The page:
Major Ainslie's bungalow

2013gl0927 jpg l

View the V&A API .json response

Acquired in 1963 (the spelunker thinks)

artist
Ainslie, Henry Francis
attributions_note
bibliography
collection_code
SSEA
credit
date_end
1850-06-30
date_start
1850-06-01
date_text
June 1850 (made)
descriptive_line
dimensions
Width: 26.4 cm, Height: 17.7 cm
edition_number
event_text
exhibition_history
gallery
historical_context_note
historical_significance
history_note
id
81304
label
last_checked
2014-08-30T00:51:18.000Z
last_processed
2014-08-30T00:51:18.000Z
latitude
18.52671
location
In Storage
longitude
73.8616
marks
Deccan, India, my bungalow at Poorundur, the fort of the Vizier behind, | The Bungalow [I lived] in at Poorundhur [a hill fort in the] Deccan, & the Fort of the Vizier behind June 1850 HFA.
materials
materials_techniques
Pencil and watercolour, heightened with white
museum_number
IS.33-1963
museum_number_token
is331963
object_number
O105512
object_type
Painting
on_display
original_currency
original_price
physical_description
place
Pune
primary_image_id
2013GL0927
production_note
production_type
public_access_description
The amateur topographical artist Henry Francis Ainslie (1803-79) was born in Edinburgh, the son of General Sir George Robert Ainslie, Bt., who was a numismatist, an MP and former British ambassador to the Ottoman Empire at Constantinople, where he acquired a vast collection of antiquities, coins, and works of art. Henry Ainslie joined the British Army’s 83rd Regiment of Foot (later the Royal Ulster Rifles) in 1824. After serving in Ceylon, Canada and the British Isles, he sailed for Bombay with his regiment in February 1849, and between July and November the following year he was stationed in the Pune (Poona) district. This picture depicts his bungalow beside a tank, below Purandhar Hill Fort, Purandhar being the former capital of the Maratha kingdom. Ainslie's drawing style is distinguished by the use of earth colours, strongly outlined in black ink which rendered topographical features into bold simplified forms. While Ainslie’s army training would have included survey drawing, his watercolours, of which the V&A owns twenty-three, were probably painted for his own pleasure rather than as official surveys. From April 1853 Ainslie was on furlough in Europe, retiring on full pay as a lieutenant-colonel in 1855. He died at Westminster, London, on 29 March 1879.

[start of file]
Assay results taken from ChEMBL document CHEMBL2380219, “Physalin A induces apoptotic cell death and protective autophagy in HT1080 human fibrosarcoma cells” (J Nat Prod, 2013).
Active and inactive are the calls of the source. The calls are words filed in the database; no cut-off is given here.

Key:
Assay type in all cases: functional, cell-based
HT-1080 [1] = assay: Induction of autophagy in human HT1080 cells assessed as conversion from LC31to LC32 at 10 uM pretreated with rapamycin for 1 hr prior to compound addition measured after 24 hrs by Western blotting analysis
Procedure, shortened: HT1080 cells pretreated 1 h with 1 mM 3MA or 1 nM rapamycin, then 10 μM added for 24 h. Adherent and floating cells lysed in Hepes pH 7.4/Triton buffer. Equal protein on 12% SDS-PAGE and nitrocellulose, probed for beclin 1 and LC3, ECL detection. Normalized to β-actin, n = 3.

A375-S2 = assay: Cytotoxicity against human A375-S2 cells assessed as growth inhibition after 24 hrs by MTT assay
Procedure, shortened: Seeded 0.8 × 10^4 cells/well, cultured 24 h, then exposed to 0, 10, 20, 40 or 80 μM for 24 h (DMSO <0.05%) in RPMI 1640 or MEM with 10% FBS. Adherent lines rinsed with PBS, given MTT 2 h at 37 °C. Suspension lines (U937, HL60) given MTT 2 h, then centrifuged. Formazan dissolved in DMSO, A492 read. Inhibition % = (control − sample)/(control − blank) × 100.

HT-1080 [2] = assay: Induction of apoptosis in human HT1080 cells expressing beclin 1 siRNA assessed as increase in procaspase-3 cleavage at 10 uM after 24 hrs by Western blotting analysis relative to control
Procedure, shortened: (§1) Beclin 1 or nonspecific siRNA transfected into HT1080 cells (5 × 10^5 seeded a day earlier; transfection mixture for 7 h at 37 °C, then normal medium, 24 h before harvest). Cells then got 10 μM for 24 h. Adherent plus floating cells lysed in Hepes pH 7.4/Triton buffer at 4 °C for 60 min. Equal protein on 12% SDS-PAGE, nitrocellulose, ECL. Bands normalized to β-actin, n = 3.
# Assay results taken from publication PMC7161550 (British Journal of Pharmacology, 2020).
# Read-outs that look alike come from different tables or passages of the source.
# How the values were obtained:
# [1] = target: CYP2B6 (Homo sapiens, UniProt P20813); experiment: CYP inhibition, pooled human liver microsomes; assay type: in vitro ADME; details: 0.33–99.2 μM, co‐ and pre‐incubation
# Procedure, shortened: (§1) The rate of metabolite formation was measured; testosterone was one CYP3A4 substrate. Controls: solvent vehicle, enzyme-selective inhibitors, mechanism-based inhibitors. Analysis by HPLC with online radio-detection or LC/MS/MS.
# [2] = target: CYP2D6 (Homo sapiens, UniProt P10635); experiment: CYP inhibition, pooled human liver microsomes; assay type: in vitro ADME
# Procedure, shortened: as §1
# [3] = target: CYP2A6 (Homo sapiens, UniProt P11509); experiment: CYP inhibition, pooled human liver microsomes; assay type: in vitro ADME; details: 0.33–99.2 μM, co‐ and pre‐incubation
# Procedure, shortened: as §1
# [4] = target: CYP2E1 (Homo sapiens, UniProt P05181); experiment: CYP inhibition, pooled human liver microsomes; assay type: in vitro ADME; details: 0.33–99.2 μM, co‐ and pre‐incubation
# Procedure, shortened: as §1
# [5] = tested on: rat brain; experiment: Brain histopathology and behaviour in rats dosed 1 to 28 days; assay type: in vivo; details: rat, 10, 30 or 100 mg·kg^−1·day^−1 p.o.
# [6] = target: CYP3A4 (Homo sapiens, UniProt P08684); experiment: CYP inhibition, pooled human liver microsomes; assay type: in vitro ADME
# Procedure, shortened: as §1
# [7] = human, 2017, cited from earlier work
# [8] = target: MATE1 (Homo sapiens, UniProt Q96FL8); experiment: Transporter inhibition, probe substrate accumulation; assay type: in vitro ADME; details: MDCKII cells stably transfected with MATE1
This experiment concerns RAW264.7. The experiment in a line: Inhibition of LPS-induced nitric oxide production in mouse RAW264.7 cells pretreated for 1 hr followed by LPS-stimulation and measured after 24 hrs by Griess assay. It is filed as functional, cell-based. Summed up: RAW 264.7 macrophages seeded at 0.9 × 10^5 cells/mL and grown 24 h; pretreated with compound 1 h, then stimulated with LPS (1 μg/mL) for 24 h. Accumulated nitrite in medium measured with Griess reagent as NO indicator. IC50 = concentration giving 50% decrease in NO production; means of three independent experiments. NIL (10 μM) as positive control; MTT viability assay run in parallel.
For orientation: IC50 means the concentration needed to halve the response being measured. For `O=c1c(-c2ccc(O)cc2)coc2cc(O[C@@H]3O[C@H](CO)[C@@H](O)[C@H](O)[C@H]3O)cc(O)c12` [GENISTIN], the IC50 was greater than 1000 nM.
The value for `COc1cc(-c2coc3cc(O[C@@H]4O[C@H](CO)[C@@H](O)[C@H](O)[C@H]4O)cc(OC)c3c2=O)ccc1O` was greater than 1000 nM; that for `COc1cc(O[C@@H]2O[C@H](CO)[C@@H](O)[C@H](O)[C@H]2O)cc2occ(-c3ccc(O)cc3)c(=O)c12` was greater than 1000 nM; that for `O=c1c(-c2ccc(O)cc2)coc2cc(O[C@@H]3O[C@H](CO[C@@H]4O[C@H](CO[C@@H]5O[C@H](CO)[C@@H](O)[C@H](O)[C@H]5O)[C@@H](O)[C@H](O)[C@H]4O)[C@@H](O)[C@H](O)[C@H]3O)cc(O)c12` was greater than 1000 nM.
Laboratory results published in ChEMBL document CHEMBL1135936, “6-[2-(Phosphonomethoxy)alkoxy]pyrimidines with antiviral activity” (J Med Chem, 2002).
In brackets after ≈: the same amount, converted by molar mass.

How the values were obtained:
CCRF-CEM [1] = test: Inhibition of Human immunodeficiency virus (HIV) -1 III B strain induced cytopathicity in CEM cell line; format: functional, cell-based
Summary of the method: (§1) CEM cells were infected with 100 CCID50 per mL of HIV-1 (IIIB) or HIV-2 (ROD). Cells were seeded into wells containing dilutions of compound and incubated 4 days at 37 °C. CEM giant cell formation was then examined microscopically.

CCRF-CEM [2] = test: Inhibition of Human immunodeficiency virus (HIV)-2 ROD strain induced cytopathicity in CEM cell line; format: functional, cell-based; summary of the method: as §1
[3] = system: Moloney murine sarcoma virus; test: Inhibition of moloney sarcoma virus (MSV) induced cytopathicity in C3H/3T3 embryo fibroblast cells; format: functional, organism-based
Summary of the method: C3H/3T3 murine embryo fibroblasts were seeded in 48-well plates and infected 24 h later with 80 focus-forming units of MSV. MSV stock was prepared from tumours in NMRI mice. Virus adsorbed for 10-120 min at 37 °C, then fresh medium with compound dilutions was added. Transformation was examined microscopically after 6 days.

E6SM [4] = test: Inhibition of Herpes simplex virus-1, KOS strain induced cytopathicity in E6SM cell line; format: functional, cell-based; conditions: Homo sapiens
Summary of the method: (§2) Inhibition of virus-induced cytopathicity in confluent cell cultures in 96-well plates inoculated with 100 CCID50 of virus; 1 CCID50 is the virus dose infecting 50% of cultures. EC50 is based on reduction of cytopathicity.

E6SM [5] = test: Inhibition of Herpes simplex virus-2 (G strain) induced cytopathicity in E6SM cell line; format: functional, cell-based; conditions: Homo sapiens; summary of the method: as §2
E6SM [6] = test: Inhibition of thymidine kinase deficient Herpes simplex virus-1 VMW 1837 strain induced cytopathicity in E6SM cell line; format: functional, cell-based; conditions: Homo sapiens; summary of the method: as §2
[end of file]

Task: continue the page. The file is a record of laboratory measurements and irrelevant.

related_museum_numbers
rights
3
shape
site_code
slug
major-ainslies-bungalow-painting-ainslie-henry-francis
sys_updated
2014-01-31T00:00:00.000Z
techniques
title
Major Ainslie's bungalow
updated
vanda_exhibition_history
year_end
1850
year_start
1850